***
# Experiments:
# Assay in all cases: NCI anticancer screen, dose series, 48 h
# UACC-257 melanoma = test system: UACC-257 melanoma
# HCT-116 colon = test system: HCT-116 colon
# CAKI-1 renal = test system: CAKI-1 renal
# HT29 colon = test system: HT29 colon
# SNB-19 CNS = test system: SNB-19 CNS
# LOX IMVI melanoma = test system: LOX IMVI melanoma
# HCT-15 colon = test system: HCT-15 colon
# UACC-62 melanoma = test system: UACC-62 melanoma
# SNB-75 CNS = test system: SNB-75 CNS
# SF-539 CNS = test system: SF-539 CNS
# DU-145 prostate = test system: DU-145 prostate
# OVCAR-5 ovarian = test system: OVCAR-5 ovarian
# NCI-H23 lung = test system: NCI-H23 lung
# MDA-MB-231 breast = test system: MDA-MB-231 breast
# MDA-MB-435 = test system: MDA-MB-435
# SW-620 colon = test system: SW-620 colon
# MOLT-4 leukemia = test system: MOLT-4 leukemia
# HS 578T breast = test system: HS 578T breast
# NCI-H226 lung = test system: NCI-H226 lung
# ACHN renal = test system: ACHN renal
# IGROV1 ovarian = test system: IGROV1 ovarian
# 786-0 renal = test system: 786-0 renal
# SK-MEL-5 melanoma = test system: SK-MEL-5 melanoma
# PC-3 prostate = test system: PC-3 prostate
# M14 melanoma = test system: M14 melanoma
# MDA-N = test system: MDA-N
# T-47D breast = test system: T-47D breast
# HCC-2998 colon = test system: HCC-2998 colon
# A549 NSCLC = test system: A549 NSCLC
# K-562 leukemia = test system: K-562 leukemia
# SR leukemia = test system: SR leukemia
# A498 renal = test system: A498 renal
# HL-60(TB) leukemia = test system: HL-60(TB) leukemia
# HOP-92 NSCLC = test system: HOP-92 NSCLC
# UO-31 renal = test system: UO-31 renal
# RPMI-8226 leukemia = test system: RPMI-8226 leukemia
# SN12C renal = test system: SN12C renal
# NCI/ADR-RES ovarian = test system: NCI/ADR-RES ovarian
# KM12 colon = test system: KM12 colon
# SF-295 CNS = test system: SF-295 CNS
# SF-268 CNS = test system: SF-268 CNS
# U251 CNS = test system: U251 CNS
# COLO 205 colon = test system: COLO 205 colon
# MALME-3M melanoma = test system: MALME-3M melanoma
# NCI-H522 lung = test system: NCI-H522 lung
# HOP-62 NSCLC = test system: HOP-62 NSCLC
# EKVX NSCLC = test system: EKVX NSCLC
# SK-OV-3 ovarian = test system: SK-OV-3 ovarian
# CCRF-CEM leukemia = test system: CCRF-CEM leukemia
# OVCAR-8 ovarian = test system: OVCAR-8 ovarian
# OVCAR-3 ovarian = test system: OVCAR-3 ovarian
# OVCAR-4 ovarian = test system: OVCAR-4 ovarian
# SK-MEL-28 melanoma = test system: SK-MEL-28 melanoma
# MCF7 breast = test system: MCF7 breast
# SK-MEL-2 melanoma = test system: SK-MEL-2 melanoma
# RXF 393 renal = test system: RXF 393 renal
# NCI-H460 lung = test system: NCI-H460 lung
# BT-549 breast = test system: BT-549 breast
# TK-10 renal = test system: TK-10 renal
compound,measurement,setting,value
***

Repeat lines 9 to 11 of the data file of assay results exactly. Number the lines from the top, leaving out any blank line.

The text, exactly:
# HCT-15 colon = test system: HCT-15 colon
# UACC-62 melanoma = test system: UACC-62 melanoma
# SNB-75 CNS = test system: SNB-75 CNS